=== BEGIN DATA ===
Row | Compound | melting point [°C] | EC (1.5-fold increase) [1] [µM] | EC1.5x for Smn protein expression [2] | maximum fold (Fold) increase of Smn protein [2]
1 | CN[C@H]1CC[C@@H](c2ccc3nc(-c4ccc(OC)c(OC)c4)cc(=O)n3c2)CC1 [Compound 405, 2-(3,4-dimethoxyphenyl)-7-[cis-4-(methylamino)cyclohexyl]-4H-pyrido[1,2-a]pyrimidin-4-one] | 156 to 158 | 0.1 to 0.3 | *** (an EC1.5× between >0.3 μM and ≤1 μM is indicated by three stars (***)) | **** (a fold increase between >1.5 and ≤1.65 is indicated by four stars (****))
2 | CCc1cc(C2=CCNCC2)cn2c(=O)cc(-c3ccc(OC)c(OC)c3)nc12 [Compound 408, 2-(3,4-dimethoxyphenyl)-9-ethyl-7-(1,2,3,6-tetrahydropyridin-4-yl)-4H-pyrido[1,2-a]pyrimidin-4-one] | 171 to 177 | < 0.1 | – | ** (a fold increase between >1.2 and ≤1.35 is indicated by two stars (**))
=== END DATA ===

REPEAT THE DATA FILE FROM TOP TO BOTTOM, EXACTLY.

Row | Compound | melting point [°C] | EC (1.5-fold increase) [1] [µM] | EC1.5x for Smn protein expression [2] | maximum fold (Fold) increase of Smn protein [2]
1 | CN[C@H]1CC[C@@H](c2ccc3nc(-c4ccc(OC)c(OC)c4)cc(=O)n3c2)CC1 [Compound 405, 2-(3,4-dimethoxyphenyl)-7-[cis-4-(methylamino)cyclohexyl]-4H-pyrido[1,2-a]pyrimidin-4-one] | 156 to 158 | 0.1 to 0.3 | *** (an EC1.5× between >0.3 μM and ≤1 μM is indicated by three stars (***)) | **** (a fold increase between >1.5 and ≤1.65 is indicated by four stars (****))
2 | CCc1cc(C2=CCNCC2)cn2c(=O)cc(-c3ccc(OC)c(OC)c3)nc12 [Compound 408, 2-(3,4-dimethoxyphenyl)-9-ethyl-7-(1,2,3,6-tetrahydropyridin-4-yl)-4H-pyrido[1,2-a]pyrimidin-4-one] | 171 to 177 | < 0.1 | – | ** (a fold increase between >1.2 and ≤1.35 is indicated by two stars (**))